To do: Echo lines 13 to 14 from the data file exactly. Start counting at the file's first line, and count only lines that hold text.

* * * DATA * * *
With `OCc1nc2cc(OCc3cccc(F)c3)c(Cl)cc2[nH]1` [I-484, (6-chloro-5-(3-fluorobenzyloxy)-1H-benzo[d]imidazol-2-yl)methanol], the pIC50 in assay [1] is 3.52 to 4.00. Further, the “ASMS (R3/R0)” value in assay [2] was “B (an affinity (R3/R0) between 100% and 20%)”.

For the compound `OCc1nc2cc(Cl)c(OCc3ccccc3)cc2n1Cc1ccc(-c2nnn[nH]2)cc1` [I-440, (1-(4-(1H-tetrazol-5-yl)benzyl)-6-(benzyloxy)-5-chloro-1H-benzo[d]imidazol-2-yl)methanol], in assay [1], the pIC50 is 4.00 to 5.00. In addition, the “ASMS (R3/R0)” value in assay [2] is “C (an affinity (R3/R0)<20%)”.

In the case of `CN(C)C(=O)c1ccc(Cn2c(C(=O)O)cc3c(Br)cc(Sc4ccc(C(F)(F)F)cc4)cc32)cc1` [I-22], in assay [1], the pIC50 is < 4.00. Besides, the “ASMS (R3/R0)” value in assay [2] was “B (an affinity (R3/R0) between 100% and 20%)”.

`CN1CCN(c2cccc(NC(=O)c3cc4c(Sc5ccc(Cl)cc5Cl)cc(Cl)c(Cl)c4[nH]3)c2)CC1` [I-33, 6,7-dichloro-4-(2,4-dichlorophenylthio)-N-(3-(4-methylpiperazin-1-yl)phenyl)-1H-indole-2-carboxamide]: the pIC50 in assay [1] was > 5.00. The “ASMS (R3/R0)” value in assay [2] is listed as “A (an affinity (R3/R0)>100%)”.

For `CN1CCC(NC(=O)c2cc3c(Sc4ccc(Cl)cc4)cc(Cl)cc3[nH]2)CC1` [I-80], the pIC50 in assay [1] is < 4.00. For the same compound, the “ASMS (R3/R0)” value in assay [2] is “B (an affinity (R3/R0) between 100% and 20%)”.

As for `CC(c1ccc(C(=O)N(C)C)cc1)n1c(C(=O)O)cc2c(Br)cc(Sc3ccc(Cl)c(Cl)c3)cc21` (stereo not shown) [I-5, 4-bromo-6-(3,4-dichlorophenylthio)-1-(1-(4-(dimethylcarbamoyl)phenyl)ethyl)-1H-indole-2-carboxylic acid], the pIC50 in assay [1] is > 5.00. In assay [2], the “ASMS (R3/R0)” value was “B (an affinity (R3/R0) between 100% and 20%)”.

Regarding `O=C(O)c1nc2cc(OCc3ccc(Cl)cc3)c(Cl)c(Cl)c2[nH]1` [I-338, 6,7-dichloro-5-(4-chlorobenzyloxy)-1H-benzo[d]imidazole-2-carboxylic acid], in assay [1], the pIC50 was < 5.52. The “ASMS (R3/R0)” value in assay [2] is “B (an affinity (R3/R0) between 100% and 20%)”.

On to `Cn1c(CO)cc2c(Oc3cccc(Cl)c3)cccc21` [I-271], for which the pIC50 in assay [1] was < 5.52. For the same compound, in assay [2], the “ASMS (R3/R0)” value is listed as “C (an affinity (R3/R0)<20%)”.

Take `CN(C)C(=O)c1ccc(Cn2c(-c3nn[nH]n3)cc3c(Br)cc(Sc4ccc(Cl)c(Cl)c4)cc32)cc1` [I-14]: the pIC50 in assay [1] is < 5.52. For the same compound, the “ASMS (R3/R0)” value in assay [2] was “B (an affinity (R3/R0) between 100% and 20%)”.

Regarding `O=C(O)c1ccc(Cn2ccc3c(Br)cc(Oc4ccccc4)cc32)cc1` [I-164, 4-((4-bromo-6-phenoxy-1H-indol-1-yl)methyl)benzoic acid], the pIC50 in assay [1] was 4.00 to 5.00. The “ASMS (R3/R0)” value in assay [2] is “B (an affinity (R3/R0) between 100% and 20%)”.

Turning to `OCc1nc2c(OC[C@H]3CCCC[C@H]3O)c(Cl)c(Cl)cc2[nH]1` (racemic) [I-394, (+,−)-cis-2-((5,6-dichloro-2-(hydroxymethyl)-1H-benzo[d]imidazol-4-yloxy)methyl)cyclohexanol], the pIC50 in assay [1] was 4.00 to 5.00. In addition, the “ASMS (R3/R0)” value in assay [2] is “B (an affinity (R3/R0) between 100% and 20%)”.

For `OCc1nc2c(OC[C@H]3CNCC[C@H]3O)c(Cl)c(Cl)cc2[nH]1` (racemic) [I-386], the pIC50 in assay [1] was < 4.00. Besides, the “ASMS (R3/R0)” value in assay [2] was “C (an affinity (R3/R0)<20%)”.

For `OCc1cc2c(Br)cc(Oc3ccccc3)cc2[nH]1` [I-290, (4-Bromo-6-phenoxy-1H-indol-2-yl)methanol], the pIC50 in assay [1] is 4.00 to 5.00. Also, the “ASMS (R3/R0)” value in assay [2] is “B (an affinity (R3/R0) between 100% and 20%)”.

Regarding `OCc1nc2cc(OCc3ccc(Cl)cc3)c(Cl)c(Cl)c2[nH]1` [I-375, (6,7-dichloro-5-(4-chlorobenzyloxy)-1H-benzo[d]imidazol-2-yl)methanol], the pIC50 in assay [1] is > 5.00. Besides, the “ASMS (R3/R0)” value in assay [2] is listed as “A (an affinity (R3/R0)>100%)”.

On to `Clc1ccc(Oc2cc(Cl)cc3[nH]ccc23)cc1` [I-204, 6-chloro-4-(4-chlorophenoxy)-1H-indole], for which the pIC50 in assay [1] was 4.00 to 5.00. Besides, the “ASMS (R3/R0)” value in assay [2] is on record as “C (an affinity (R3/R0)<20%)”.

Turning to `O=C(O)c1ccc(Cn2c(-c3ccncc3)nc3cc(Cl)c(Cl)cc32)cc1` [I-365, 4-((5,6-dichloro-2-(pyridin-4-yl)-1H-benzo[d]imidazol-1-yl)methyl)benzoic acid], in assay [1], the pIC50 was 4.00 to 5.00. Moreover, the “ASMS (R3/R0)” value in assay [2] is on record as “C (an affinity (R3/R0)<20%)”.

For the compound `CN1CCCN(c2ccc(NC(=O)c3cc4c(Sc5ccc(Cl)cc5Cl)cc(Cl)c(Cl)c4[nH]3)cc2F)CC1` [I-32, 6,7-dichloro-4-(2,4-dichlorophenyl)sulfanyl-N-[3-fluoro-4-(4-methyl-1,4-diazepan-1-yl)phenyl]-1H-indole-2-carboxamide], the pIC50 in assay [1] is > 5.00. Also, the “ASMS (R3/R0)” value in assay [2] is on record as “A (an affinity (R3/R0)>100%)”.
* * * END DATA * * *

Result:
For `OCc1cc2c(Br)cc(Oc3ccccc3)cc2[nH]1` [I-290, (4-Bromo-6-phenoxy-1H-indol-2-yl)methanol], the pIC50 in assay [1] is 4.00 to 5.00. Also, the “ASMS (R3/R0)” value in assay [2] is “B (an affinity (R3/R0) between 100% and 20%)”.

Regarding `OCc1nc2cc(OCc3ccc(Cl)cc3)c(Cl)c(Cl)c2[nH]1` [I-375, (6,7-dichloro-5-(4-chlorobenzyloxy)-1H-benzo[d]imidazol-2-yl)methanol], the pIC50 in assay [1] is > 5.00. Besides, the “ASMS (R3/R0)” value in assay [2] is listed as “A (an affinity (R3/R0)>100%)”.